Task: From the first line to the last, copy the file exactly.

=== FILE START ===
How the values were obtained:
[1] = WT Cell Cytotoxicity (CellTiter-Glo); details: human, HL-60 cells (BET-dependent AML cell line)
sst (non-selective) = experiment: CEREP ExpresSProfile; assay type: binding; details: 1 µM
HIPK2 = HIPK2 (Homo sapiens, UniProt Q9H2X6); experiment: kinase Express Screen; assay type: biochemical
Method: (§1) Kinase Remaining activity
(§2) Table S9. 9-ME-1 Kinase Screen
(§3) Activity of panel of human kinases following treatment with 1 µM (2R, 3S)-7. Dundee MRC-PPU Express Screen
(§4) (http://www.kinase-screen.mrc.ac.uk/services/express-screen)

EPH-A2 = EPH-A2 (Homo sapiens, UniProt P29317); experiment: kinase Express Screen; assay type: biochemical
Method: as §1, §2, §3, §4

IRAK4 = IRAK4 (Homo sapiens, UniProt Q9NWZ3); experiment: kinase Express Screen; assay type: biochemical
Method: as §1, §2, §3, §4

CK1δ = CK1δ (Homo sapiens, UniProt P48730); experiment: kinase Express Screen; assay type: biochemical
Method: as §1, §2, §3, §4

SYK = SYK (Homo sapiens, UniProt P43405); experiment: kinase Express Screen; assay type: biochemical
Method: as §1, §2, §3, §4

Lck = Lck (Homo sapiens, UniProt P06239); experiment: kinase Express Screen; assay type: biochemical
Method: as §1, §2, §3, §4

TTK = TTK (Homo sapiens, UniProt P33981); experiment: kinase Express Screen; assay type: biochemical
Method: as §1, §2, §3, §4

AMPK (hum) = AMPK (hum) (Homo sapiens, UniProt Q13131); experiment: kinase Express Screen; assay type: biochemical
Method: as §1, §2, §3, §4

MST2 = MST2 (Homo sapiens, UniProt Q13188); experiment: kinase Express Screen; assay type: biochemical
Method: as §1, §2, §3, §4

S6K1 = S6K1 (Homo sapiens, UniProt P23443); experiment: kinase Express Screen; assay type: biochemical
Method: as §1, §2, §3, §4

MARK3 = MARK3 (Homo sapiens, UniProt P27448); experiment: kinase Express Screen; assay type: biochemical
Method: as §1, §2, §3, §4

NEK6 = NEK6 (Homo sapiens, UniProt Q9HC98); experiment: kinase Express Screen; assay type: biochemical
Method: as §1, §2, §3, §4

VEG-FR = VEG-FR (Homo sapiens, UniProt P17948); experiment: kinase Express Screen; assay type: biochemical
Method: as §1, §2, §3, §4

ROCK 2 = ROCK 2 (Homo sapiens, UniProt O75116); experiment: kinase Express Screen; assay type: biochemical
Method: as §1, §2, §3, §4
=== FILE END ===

How the values were obtained:
[1] = WT Cell Cytotoxicity (CellTiter-Glo); details: human, HL-60 cells (BET-dependent AML cell line)
sst (non-selective) = experiment: CEREP ExpresSProfile; assay type: binding; details: 1 µM
HIPK2 = HIPK2 (Homo sapiens, UniProt Q9H2X6); experiment: kinase Express Screen; assay type: biochemical
Method: (§1) Kinase Remaining activity
(§2) Table S9. 9-ME-1 Kinase Screen
(§3) Activity of panel of human kinases following treatment with 1 µM (2R, 3S)-7. Dundee MRC-PPU Express Screen
(§4) (http://www.kinase-screen.mrc.ac.uk/services/express-screen)

EPH-A2 = EPH-A2 (Homo sapiens, UniProt P29317); experiment: kinase Express Screen; assay type: biochemical
Method: as §1, §2, §3, §4

IRAK4 = IRAK4 (Homo sapiens, UniProt Q9NWZ3); experiment: kinase Express Screen; assay type: biochemical
Method: as §1, §2, §3, §4

CK1δ = CK1δ (Homo sapiens, UniProt P48730); experiment: kinase Express Screen; assay type: biochemical
Method: as §1, §2, §3, §4

SYK = SYK (Homo sapiens, UniProt P43405); experiment: kinase Express Screen; assay type: biochemical
Method: as §1, §2, §3, §4

Lck = Lck (Homo sapiens, UniProt P06239); experiment: kinase Express Screen; assay type: biochemical
Method: as §1, §2, §3, §4

TTK = TTK (Homo sapiens, UniProt P33981); experiment: kinase Express Screen; assay type: biochemical
Method: as §1, §2, §3, §4

AMPK (hum) = AMPK (hum) (Homo sapiens, UniProt Q13131); experiment: kinase Express Screen; assay type: biochemical
Method: as §1, §2, §3, §4

MST2 = MST2 (Homo sapiens, UniProt Q13188); experiment: kinase Express Screen; assay type: biochemical
Method: as §1, §2, §3, §4

S6K1 = S6K1 (Homo sapiens, UniProt P23443); experiment: kinase Express Screen; assay type: biochemical
Method: as §1, §2, §3, §4

MARK3 = MARK3 (Homo sapiens, UniProt P27448); experiment: kinase Express Screen; assay type: biochemical
Method: as §1, §2, §3, §4

NEK6 = NEK6 (Homo sapiens, UniProt Q9HC98); experiment: kinase Express Screen; assay type: biochemical
Method: as §1, §2, §3, §4

VEG-FR = VEG-FR (Homo sapiens, UniProt P17948); experiment: kinase Express Screen; assay type: biochemical
Method: as §1, §2, §3, §4

ROCK 2 = ROCK 2 (Homo sapiens, UniProt O75116); experiment: kinase Express Screen; assay type: biochemical
Method: as §1, §2, §3, §4